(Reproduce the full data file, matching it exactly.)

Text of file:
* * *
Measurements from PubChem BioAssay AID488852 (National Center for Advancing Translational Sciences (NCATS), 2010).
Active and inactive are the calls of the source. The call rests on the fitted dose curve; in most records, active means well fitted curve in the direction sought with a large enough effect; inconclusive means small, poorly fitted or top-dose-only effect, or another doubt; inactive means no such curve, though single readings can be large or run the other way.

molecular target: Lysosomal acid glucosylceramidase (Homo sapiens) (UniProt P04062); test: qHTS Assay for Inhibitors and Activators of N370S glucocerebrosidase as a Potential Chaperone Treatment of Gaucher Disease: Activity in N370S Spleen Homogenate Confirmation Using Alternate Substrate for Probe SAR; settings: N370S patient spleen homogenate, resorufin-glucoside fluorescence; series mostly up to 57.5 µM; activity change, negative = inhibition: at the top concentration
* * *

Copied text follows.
Measurements from PubChem BioAssay AID488852 (National Center for Advancing Translational Sciences (NCATS), 2010).
Active and inactive are the calls of the source. The call rests on the fitted dose curve; in most records, active means well fitted curve in the direction sought with a large enough effect; inconclusive means small, poorly fitted or top-dose-only effect, or another doubt; inactive means no such curve, though single readings can be large or run the other way.

molecular target: Lysosomal acid glucosylceramidase (Homo sapiens) (UniProt P04062); test: qHTS Assay for Inhibitors and Activators of N370S glucocerebrosidase as a Potential Chaperone Treatment of Gaucher Disease: Activity in N370S Spleen Homogenate Confirmation Using Alternate Substrate for Probe SAR; settings: N370S patient spleen homogenate, resorufin-glucoside fluorescence; series mostly up to 57.5 µM; activity change, negative = inhibition: at the top concentration